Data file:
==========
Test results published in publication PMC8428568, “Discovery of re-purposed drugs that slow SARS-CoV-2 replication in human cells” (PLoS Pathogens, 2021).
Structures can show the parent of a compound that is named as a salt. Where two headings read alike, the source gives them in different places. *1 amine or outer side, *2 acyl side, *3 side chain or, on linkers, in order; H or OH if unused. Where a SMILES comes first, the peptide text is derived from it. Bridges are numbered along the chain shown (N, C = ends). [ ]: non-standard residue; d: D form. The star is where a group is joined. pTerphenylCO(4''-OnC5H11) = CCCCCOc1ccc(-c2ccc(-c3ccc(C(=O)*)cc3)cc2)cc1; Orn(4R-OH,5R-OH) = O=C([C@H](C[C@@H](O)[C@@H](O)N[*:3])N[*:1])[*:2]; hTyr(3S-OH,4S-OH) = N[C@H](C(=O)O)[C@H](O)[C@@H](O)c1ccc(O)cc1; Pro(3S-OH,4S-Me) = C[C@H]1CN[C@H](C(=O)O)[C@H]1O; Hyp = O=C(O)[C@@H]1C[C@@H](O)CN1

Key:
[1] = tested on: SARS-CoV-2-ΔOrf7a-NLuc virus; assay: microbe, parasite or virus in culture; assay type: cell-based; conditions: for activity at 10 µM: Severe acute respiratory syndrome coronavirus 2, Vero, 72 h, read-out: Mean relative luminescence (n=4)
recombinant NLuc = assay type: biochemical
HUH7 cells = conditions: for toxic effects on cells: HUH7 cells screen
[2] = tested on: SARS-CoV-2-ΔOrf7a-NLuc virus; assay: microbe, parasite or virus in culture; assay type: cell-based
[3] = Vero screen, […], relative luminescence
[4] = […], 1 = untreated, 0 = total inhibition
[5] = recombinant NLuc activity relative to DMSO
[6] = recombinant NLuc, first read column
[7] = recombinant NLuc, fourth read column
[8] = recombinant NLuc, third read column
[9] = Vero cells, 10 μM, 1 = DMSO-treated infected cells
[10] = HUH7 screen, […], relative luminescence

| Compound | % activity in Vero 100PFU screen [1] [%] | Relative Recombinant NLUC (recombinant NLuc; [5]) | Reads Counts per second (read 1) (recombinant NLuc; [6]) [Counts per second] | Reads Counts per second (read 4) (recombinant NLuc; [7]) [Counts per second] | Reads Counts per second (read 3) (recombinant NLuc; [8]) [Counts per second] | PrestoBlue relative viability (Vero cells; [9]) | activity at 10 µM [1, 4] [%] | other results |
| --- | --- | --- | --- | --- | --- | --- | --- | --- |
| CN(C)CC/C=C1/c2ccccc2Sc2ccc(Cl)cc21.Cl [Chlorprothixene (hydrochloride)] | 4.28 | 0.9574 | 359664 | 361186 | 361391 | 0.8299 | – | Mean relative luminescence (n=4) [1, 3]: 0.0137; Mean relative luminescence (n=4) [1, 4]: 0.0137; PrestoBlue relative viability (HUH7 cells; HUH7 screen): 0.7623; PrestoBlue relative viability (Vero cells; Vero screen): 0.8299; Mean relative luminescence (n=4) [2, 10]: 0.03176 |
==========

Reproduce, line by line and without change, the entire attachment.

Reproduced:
Test results published in publication PMC8428568, “Discovery of re-purposed drugs that slow SARS-CoV-2 replication in human cells” (PLoS Pathogens, 2021).
Structures can show the parent of a compound that is named as a salt. Where two headings read alike, the source gives them in different places. *1 amine or outer side, *2 acyl side, *3 side chain or, on linkers, in order; H or OH if unused. Where a SMILES comes first, the peptide text is derived from it. Bridges are numbered along the chain shown (N, C = ends). [ ]: non-standard residue; d: D form. The star is where a group is joined. pTerphenylCO(4''-OnC5H11) = CCCCCOc1ccc(-c2ccc(-c3ccc(C(=O)*)cc3)cc2)cc1; Orn(4R-OH,5R-OH) = O=C([C@H](C[C@@H](O)[C@@H](O)N[*:3])N[*:1])[*:2]; hTyr(3S-OH,4S-OH) = N[C@H](C(=O)O)[C@H](O)[C@@H](O)c1ccc(O)cc1; Pro(3S-OH,4S-Me) = C[C@H]1CN[C@H](C(=O)O)[C@H]1O; Hyp = O=C(O)[C@@H]1C[C@@H](O)CN1

Key:
[1] = tested on: SARS-CoV-2-ΔOrf7a-NLuc virus; assay: microbe, parasite or virus in culture; assay type: cell-based; conditions: for activity at 10 µM: Severe acute respiratory syndrome coronavirus 2, Vero, 72 h, read-out: Mean relative luminescence (n=4)
recombinant NLuc = assay type: biochemical
HUH7 cells = conditions: for toxic effects on cells: HUH7 cells screen
[2] = tested on: SARS-CoV-2-ΔOrf7a-NLuc virus; assay: microbe, parasite or virus in culture; assay type: cell-based
[3] = Vero screen, […], relative luminescence
[4] = […], 1 = untreated, 0 = total inhibition
[5] = recombinant NLuc activity relative to DMSO
[6] = recombinant NLuc, first read column
[7] = recombinant NLuc, fourth read column
[8] = recombinant NLuc, third read column
[9] = Vero cells, 10 μM, 1 = DMSO-treated infected cells
[10] = HUH7 screen, […], relative luminescence

| Compound | % activity in Vero 100PFU screen [1] [%] | Relative Recombinant NLUC (recombinant NLuc; [5]) | Reads Counts per second (read 1) (recombinant NLuc; [6]) [Counts per second] | Reads Counts per second (read 4) (recombinant NLuc; [7]) [Counts per second] | Reads Counts per second (read 3) (recombinant NLuc; [8]) [Counts per second] | PrestoBlue relative viability (Vero cells; [9]) | activity at 10 µM [1, 4] [%] | other results |
| --- | --- | --- | --- | --- | --- | --- | --- | --- |
| CN(C)CC/C=C1/c2ccccc2Sc2ccc(Cl)cc21.Cl [Chlorprothixene (hydrochloride)] | 4.28 | 0.9574 | 359664 | 361186 | 361391 | 0.8299 | – | Mean relative luminescence (n=4) [1, 3]: 0.0137; Mean relative luminescence (n=4) [1, 4]: 0.0137; PrestoBlue relative viability (HUH7 cells; HUH7 screen): 0.7623; PrestoBlue relative viability (Vero cells; Vero screen): 0.8299; Mean relative luminescence (n=4) [2, 10]: 0.03176 |